Toronto Hydro testing underwater energy storage system for backup power

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Toronto Hydro and energy storage company Hydrostor of Toronto are testing a unique underwater energy storage system that will use compressed air stored in balloons under Lake Ontario. The pilot project is expected to provide enough electricity to power 350 homes. Toronto Hydro said that it has been exploring new ways to power its grid and this was the most creative project the company has been involved with so far. It is being called the world’s first underwater energy storage system.

Compressed air is stored in balloon-like structures similar to ones used in salvaging shipwrecks. The balloons, or accumulators, are located three kilometres offshore from Toronto Island, 55 metres below the surface. Pipes have been laid connecting the balloons and allowing the stored air to be pumped back to land using hydrostatic pressure. The pressurized air then powers a turbine to generate electricity. The system is a variation on the so-called pumped hydro model in which water is pumped uphill, stored, and allowed to flow downhill to power a turbine when needed.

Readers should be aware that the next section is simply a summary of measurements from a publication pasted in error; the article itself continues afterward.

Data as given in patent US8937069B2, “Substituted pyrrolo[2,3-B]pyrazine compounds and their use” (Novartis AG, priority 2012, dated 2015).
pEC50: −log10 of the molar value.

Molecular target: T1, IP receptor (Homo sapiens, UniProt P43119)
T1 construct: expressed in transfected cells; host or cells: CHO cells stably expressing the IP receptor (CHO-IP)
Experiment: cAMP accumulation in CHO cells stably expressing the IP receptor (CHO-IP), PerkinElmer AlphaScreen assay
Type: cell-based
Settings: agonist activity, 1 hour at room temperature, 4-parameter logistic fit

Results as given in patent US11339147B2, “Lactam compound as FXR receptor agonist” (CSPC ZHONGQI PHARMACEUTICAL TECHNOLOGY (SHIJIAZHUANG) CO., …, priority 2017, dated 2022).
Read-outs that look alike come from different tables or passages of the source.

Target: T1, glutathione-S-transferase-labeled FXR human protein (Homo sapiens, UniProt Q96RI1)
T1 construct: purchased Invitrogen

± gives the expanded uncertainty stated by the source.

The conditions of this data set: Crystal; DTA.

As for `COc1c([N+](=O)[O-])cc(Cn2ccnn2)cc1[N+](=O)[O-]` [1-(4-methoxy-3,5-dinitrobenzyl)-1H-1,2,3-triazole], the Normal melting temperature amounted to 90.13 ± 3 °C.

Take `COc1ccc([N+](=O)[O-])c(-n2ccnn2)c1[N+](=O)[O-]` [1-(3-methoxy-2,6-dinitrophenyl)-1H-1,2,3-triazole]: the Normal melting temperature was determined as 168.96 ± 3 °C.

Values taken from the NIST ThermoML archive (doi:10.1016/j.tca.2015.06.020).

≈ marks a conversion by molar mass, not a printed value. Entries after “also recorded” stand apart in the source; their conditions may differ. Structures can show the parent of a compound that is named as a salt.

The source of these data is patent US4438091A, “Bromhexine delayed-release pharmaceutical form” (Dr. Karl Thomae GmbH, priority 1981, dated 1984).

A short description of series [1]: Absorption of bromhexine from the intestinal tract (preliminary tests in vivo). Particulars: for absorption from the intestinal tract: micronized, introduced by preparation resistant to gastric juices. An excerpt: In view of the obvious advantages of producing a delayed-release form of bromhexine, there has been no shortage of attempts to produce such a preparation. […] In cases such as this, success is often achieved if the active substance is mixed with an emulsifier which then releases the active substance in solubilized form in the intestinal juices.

The Hydrostor system also uses heat exchangers to reduce the amount of energy lost as the air is stored in the cold water. No emissions are produced and no toxic substances are used in the system.

Hydrostor CEO Curtis VanWalleghem said that his system costs less than half as much as the best batteries available, and lasts twice as long. It can also be paired with wind or solar power systems which are notoriously dependent on atmospheric conditions to function.

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